May I ask you a direct question? How do you feel about your content marketing efforts at the moment? If you are like most B2B marketers, you probably feel a little better about it than the year before.
According to the Content Marketing Institute/MarketingProfs’ B2B Content Marketing 2017: Benchmarks, Budgets, and Trends Survey, 45% of North American B2B marketers felt somewhat more successful, and 28% felt the same regarding their content marketing efforts compared to a year ago.
However, only 17% of the respondents were confident that they were much more successful!
Plan For Content Marketing Success
So, what makes some content marketers more successful than others? Are they simply better writers? Do they have more resources or time to dedicate to creating content?
Let's have a closer look.
According to the same report, there are big differences between those top performers and their less successful peers. Those who identified themselves as more efficacious see greater results from their content marketing because they:
- Do a better job with content creation by publishing higher quality and more efficient content (85%),
- Develop or adjust their content marketing strategy (72%),
- Make Content Marketing a greater priority (53%),
- Spend more time creating content (53%),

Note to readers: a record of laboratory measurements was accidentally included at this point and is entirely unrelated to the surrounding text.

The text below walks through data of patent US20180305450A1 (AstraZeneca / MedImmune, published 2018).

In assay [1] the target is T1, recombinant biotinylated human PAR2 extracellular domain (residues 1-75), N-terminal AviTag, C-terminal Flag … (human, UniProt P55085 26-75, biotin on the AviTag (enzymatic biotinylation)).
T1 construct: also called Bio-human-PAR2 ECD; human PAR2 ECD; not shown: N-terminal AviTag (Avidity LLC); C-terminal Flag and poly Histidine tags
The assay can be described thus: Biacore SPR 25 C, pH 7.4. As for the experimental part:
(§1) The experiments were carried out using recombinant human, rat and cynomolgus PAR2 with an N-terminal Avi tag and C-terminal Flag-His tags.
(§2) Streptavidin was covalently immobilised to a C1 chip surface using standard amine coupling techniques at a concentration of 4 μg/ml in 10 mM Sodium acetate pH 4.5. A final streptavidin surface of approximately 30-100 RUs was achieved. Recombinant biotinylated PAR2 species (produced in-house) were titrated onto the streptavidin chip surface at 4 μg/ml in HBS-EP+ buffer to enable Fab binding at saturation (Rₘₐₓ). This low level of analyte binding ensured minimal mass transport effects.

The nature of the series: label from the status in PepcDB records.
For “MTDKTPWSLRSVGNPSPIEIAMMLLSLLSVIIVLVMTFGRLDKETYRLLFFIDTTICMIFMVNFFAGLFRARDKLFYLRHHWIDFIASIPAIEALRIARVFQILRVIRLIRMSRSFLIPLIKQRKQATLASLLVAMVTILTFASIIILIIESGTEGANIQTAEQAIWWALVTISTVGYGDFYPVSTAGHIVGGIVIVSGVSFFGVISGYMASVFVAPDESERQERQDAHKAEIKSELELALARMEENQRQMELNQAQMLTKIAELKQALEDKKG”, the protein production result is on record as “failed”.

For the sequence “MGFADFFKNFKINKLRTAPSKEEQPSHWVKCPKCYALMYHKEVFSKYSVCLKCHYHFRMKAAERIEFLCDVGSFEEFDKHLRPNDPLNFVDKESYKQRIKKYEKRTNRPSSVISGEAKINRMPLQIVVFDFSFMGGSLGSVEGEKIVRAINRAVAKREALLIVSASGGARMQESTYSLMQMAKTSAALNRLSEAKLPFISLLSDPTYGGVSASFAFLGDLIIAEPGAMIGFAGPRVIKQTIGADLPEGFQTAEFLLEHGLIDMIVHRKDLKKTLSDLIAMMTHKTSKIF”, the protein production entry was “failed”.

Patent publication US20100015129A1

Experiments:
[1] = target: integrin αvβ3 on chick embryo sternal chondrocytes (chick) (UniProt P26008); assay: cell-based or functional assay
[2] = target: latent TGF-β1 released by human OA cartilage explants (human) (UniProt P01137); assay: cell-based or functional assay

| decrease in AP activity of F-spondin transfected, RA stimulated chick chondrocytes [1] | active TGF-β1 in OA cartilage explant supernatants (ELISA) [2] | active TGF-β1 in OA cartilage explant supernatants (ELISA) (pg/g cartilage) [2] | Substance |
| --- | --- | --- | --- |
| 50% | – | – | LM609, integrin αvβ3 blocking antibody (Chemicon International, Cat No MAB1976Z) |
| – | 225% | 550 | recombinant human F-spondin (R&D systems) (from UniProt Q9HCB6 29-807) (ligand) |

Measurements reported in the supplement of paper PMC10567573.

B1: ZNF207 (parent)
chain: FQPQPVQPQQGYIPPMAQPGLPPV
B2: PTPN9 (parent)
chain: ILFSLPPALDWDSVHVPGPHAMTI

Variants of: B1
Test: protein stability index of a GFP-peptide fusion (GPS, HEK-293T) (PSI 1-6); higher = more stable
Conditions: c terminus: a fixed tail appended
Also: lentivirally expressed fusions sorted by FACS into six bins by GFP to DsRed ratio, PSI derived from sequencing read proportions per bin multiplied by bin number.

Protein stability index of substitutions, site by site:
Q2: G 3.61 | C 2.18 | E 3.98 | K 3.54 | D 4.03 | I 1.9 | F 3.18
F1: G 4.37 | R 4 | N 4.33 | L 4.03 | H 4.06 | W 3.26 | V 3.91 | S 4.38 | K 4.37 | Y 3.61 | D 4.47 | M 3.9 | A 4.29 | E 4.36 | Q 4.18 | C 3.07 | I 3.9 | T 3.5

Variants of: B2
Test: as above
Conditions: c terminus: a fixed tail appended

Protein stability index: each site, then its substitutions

- Identify what works and target accordingly (50%),
- Have management & HR support to implement organizational changes, hire for the right content marketing roles (43%),
- And lastly, measure their content marketing effectiveness (42%).
In other words, they know what works and what does not, and they strategically plan accordingly.
In other words, great content marketers know that in order to be effective, you have to deliver differentiated (meaning not regurgitated content like everyone else) stories consistently over time. This takes strategic planning and meticulous execution.
One of the best ways to kick you into high gear for 2017 — and make it your most successful year in terms of content marketing yet — is to create a content strategy plan for the entire year. All it takes is 4.5 hours of work on your end, which will be worth the investment!
And remember, this plan is not set in stone but allows you to put up guardrails against which you can orient yourself throughout the year to make sure you are on target.
So, let's get started.
1) Create A Master Plan Calendar
Time Required: 10 minutes
When planning my annual content strategy, I like to start out by mapping out my year ahead. This way, I don't realize in November (when budget rounds are already in full swing) that I should have thought of creating a B2B Marketing Budget Planning 101 Guide in September! Or, I don't rely on resources over July and August to push out my biggest marketing campaign of the year when everyone is planning on taking vacation.